Rules of Thumb When Attending a Live Performance
The Bangor Symphony is frequently asked questions about what to expect when attending a live concert -- what to wear, bringing children, parking. The following are the most FAQ with some helpful tips to make your concert experience more enjoyable.
Picture this unhappy scenario: You have purchased your tickets in advance to get the best available seats, dressed in your best for this special occasion, and have been happily reading the concert program from your seat 15 minutes before the performance begins. Then, ten minutes into the program, a family of four climbs over you; a cell phone rings in the distance; an audience member begins an incessant coughing fit; and the person in front of you whispers to her companion while unwrapping a piece of candy.
While all of these distractions happening together is unlikely, any one of these occurrences can distract one's enjoyment of a live performance. Here are some helpful tips to make the most of your concert going experience, with hopes that the above scenario never becomes part of your experience.
1. Dress and Grooming. While tradition dictates that the musicians dress in tuxes and gowns, audiences dressed that way are pretty much a thing of the past. Many people still view a concert as a special occasion to dress up. However, please keep in mind that what you wear is far less important than your coming to the concert. On your first visit, expect to see some in their "Sunday best" and others more informal. So please, dress in clothes that make YOU feel comfortable, and you will fit right in!
2. Good "Scents." Because you are in a closed space with a lot of other people, for many who do not tolerate perfumed scents very well for a variety of reasons, concerts are a good time to leave your sweet smelling scents at home. Clean clothes and good grooming are all that is needed to make a great impression on your surrounding concert mates.
3. Show Up On Time. Please try to arrive one-half hour before the performance starts. This allows enough time to find parking, use the restroom, and find your seat. If you arrive late due to circumstances beyond your control, wait until applause to find your seat. Climbing over anyone while music is playing is rude behavior, unless there is a real emergency.
4. Coughing and Candy Wrappers. If you have to cough, try to muffle it with your hand or handkerchief. If you can, wait until the end of a movement or during a loud section of the music to muffle that cough. Bring cough drops, but donâ€™t unwrap them during a performance - it can be just as distracting as the cough itself. If coughing persists, discreetly excuse yourself for a few moments for it to subside.
5. Talking/Whispering. Even the quietest whisper can be heard in a resonant concert hall. Try to refrain from commenting on the music until the end of the piece. It will give you more to talk about at intermission!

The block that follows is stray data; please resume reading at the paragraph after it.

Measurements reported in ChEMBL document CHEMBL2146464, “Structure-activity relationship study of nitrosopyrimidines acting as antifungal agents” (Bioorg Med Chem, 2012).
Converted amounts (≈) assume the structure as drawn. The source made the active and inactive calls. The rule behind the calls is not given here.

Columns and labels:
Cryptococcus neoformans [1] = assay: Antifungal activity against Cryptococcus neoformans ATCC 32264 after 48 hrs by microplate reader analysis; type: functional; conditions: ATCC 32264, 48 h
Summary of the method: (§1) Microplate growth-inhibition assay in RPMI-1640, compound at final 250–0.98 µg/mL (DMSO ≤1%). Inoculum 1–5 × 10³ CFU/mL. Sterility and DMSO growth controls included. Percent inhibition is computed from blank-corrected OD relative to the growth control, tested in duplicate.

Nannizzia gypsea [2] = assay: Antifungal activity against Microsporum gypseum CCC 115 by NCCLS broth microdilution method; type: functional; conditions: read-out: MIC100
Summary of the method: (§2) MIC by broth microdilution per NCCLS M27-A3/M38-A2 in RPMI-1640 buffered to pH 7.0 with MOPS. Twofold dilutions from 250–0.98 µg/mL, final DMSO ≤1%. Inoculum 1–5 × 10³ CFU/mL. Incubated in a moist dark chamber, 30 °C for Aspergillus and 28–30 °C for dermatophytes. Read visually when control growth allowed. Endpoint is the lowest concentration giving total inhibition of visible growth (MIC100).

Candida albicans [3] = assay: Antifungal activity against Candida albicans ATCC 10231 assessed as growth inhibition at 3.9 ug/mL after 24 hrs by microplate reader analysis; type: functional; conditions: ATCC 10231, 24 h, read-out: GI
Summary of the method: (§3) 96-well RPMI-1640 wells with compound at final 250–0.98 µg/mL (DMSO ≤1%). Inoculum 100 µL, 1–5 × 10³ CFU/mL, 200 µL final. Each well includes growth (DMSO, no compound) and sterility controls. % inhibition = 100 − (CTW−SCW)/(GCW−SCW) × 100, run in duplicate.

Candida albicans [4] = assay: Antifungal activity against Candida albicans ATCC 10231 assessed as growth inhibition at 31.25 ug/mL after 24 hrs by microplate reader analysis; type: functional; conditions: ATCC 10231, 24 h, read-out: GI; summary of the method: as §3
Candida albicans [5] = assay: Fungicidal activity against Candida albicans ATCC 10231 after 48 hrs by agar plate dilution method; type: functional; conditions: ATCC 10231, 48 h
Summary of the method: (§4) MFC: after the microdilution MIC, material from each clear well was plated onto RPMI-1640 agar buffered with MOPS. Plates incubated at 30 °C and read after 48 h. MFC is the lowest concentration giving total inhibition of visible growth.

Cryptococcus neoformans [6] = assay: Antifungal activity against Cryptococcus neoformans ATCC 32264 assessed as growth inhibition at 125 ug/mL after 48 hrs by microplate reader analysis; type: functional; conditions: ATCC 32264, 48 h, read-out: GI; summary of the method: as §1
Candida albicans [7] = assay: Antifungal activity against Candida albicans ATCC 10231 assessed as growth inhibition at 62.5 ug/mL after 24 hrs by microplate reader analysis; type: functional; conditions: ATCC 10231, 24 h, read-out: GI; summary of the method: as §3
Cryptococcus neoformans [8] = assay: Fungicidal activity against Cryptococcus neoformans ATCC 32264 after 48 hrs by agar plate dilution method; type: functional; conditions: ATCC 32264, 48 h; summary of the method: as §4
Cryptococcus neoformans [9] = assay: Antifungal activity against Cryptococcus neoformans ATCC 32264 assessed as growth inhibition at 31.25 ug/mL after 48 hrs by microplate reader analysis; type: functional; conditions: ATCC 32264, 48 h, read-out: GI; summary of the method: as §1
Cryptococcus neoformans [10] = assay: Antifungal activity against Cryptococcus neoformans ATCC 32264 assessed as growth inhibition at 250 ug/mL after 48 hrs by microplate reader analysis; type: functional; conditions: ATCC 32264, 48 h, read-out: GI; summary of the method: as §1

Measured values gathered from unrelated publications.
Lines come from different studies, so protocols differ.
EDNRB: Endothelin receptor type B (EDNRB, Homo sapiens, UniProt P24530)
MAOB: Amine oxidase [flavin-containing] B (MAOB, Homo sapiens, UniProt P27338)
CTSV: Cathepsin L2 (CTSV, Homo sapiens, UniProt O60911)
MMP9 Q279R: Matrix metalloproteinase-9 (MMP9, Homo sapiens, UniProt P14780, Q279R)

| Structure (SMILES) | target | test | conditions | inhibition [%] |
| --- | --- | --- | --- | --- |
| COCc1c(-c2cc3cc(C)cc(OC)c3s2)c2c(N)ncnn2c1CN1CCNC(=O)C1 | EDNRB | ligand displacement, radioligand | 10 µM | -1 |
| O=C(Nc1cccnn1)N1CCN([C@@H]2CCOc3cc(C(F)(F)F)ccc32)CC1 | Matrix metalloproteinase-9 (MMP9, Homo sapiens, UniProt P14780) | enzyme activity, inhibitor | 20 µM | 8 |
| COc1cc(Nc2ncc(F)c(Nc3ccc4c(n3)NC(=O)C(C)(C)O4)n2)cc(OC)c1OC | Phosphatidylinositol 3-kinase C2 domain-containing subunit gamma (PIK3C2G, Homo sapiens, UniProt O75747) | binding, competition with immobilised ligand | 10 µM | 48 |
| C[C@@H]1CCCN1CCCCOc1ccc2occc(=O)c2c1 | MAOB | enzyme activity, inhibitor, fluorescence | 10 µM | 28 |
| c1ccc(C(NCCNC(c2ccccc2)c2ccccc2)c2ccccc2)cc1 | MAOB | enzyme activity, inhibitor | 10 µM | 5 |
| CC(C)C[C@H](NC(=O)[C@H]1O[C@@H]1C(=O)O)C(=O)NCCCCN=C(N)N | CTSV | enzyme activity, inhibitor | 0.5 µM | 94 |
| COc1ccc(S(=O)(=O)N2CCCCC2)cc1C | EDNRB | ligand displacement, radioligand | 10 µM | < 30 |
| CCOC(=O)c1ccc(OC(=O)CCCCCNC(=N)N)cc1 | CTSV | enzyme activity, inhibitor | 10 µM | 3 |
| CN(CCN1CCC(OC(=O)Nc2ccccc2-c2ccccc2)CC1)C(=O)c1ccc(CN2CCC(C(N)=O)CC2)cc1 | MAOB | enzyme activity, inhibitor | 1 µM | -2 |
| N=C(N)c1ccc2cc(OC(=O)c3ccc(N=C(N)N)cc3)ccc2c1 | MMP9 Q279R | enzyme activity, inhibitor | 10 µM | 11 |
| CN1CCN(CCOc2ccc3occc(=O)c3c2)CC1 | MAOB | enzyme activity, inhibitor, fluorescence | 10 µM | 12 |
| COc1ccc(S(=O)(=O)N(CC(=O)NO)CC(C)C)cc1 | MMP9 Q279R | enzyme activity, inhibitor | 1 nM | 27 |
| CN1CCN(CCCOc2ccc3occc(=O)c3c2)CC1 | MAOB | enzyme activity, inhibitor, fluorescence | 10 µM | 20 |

6. Cell Phones, Beepers, Digital Watches. We all know how distracting they are and most likely we have been victims of these devices going off at the worst times. Please don't let it happen to you! A good way to remember to turn them off: when you turn off your car's engine, turn off your device. When you restart your vehicle, turn the device back on.
7. Cameras/Recording Devices. Cameras and other recording devices, including camera cell phones, are prohibited in most concert halls, and ours is no different. The Bangor Symphony Orchestra strictly prohibits the use of all cameras and recording devices without prior written authorization.
8. Young Children...to bring or not to bring? We love our children, but some can only handle so much sitting/quiet time. If your child unexpectedly becomes distracting to others, the courteous thing to do is take them out of the concert hall to alleviate their restlessness, and not to let it continue with repeated attempts to quiet them while others are trying to enjoy the performance. Snapping fingers, playing with pens, turning book pages, tapping feet and/or fingers - all of these are distractions. If you do bring a small child, let a box office staff person know at the time you buy your tickets, and they can help find seats to best accommodate your needs. Everyone, including an infant, must have a ticket, even if a lap is used for sitting instead.
9. Clapping and Showing Appreciation. If you are unsure of whether or not clapping is appropriate, follow the lead of the experienced audience members around you. If you are still unsure when to applaud, watch the conductor. When he has dropped his hands down to his sides, the applause may begin.
10. Curtain Calls and Encores. If audience enthusiasm remains sustained, after much applause, the performers may return to the stage and resume performance positions, signaling to the audience that they will be performing an encore or bonus performance. Encores generally do not last for very long, and are a great showcase for appreciations. Standing ovations are a wonderful way to express your love of a performance if you have really been swept away. You may hear shouts of "Bravo!" or "Brava!" or "Brave!" This simply means "Well done!"
When in doubt, do not do anything that makes people notice YOU instead of the Performers!